Image: Kathryn Marquet and Julian Curtis | Photography: Dylan EvansWe believe in theatre not just plays. (La Boite: About Us - programme THE GLASS MENAGERIE) So it comes as no surprise that David Berthold's production of Tennessee Williams' classic play THE GLASS MENAGERIE (1944) is nothing if not theatrical. Perhaps only radio drama can do it better than the stage - you know, the old line about the pictures in radio being better - but this production takes Williams' poetic play about memory, loss, and especially illusion and recontextualises it beautifully to give us a boldly fresh take on an old classic. Continue reading Review: The Glass Menagerie – La Boite Theatre Company at The Roundhouse
Main Image: Bryan Probets (Touchstone) | Images: Al CaeiroDavid Berthold is quickly setting up a tradition for La Boite: opening a season with a Shakespeare, directed by the Artistic Director himself. As You Like It was preceded by Hamlet (2010) and Julius Caesar (2011), in which Berthold proved he could bend the material to his will, creating sexy and contemporary productions. Make no mistake, As You Like It has a completely different feel, and is a more cohesive production than its La Boite forefathers. Indeed, it feels as though Berthold is infinitely more comfortable in the comedy of Shakespeare, and the result is superb production. As You Like It centres mainly around the love quest of Rosalind (Helen Howard), the daughter of a Duke who has been usurped. Rosalind is banished from the new Duke’s court and takes her cousin Celia (Helen Cassidy) and the court’s jester (Bryan Probets) with her. In order to escape persecution Rosalind disguises herself as a man, and leads her band of exiles through the Forest of Arden in an attempt to find her exiled father (Kate Wilson). But the real spice of the plot lies in Orlando (Thomas Larkin) who is forced to flee the court when he is rejected by his older brother Oliver (Luke Cadden) and then upsets the fascist usurper Duke (Hayden Spencer) by challenging and defeating his wrestler, Charles (Thomas Carney). But before he flees, Orlando and Rosalind fall in love, only to be reunited once again in the Forest of Arden, but with Rosalind in a man’s disguise. Commence Shakespearean gender-bending comedy. The show is stolen, in my opinion, by an absolutely spell-binding design. Renee Mulder’s costumes and set are absolutely breath-taking.
This is theatre design at its very best, peppered with all sorts of tricks and surprises that the audience never see coming ... it's a spectacular achievement.Mulder’s work is accompanied by sublime music and sound from Guy Webster, and incredibly clever lighting from David Walters. Together, the trio create a forest of Arden that is warm and inviting. The evocation of a campfire makes the potentially cold La Boite theatre feel small and intimate. The gypsy aesthetic of the the exiled Duke and his kingdom has the appeal of a charming, cleaner Woodford Folk Festival. It’s a spectacular achievement. Continue reading Review: As You Like It – La Boite Theatre Company at The Roundhouse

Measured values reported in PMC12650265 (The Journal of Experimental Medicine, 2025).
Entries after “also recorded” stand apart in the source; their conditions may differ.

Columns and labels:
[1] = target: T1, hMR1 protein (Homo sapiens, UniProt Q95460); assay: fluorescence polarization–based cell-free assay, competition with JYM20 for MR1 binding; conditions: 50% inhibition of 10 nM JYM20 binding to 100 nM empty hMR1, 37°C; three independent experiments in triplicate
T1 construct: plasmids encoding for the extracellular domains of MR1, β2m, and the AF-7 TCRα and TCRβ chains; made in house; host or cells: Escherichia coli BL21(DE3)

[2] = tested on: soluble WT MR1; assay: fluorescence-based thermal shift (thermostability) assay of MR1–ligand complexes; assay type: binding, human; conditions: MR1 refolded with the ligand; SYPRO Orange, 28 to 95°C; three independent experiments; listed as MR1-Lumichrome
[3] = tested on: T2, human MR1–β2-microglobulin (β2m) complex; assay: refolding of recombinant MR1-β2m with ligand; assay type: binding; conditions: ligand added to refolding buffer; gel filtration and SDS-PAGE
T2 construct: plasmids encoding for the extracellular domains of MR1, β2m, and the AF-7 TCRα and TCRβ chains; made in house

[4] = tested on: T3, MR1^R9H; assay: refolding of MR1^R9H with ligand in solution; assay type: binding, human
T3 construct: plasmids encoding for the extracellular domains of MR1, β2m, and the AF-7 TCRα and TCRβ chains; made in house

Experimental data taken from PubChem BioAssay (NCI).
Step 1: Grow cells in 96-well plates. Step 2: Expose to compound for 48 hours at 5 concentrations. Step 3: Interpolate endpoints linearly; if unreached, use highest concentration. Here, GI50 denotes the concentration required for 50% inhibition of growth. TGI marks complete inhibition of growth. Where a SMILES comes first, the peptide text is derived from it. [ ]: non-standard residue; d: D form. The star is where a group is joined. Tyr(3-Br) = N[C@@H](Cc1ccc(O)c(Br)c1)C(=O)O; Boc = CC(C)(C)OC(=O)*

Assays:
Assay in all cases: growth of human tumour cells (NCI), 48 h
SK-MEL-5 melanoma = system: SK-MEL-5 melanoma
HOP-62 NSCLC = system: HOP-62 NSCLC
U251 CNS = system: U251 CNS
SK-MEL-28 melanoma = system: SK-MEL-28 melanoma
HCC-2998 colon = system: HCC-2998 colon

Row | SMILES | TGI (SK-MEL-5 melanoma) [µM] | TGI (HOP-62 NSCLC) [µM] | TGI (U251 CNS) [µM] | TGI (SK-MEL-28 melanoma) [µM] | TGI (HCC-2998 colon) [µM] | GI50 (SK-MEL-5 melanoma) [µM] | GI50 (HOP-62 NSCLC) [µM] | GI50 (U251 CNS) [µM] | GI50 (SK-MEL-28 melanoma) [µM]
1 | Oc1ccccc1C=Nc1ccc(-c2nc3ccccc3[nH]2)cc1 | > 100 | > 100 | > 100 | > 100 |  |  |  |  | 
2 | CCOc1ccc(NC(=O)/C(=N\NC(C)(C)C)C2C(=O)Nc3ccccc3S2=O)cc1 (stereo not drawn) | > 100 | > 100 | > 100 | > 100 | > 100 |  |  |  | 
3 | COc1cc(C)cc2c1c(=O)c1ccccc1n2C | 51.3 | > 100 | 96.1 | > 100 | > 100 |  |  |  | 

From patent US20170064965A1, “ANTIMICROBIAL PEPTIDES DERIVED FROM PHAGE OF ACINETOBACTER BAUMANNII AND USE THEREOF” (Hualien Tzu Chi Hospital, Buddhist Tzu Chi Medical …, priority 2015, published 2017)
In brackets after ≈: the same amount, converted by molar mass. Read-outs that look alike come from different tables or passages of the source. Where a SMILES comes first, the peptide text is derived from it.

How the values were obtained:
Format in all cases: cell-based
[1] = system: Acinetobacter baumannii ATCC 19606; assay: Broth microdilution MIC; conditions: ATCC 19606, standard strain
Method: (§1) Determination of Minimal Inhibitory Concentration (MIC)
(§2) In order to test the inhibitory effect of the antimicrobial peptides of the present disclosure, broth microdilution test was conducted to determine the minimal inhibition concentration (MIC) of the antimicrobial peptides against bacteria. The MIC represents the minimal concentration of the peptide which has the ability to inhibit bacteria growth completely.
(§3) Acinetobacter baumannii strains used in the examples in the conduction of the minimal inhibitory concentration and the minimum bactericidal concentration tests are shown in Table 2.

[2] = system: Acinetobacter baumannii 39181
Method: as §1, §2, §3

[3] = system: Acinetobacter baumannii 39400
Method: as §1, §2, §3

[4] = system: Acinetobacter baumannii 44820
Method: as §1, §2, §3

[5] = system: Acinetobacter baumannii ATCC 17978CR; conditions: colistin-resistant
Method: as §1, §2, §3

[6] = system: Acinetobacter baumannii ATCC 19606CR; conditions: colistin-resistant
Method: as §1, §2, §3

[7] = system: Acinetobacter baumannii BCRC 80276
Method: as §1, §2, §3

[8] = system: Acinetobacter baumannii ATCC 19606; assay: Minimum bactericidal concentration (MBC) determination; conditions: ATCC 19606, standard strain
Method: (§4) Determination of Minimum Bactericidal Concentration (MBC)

Originally published August 12, 2010.
A disclaimer: I serve on the Board of Empire Theatres Pty Ltd. My opinions are entirely my own and should be understood as distinct from any affiliation I hold with this or any other business or arts organisation. The only barrow I push is that of theatre per se.At the Ekka last week, and quite by chance, I came upon a sign with an arrow pointing up some stairs. It said something like 'Queensland Quilters' Association.' My sister, who knows about such things, insisted we investigate, so I dutifully trotted up the stairs to find a quite superb exhibition of quilts large and small. Now, I know only a bit about quilting: it's traditionally a woman's craft, and that quilts can tell a story - they can be in honour of a cause or a special event like a birth or wedding. Quilts are often worked in a communal setting, are usually composed of patches drawn from various sources, and each one is done with extraordinary care. One of the most beautiful pieces in this particular exhibition was done by a woman during the time that her husband was being treated for terminal cancer. She embroidered his favourite rose on each square of the quilt. I imagine this unknown woman stitching piece after piece, keeping busy, staying focussed on something apart from awful reality - at least for a time. It now remains as a chronicle of a life event and will endure as a testament of her love. As a piece of art and in form and intention, David Burton's play April's Fool reminds me of nothing so much as a quilt - one created out of pieces of grief, regret, anger, guilt and love. The scraps and fragments are drawn from interviews with friends and family, as well as extracts from David Terauds' diary, kept as his son lay dying in hospital in the first week of April 2009. Using the diary's timeline as the thread to bind the patchwork together, David Burton has skilfully assembled these pieces into a quilt that enfolds family, friends and, indeed, the entire community. For anyone who has wondered why or how this family could permit, even encourage the telling of events surrounding the death of their eldest child Kristjan from complications following prolonged and excessive drug use, there is, perhaps, the Greek word: katharsis. More directly, perhaps: The story that lets us laugh and cry begins our healing. April's Fool in its creation and, especially, its telling provides a healing. Continue reading Review: April’s Fool – Empire Theatre Projects Company at Empire Theatre (Toowoomba)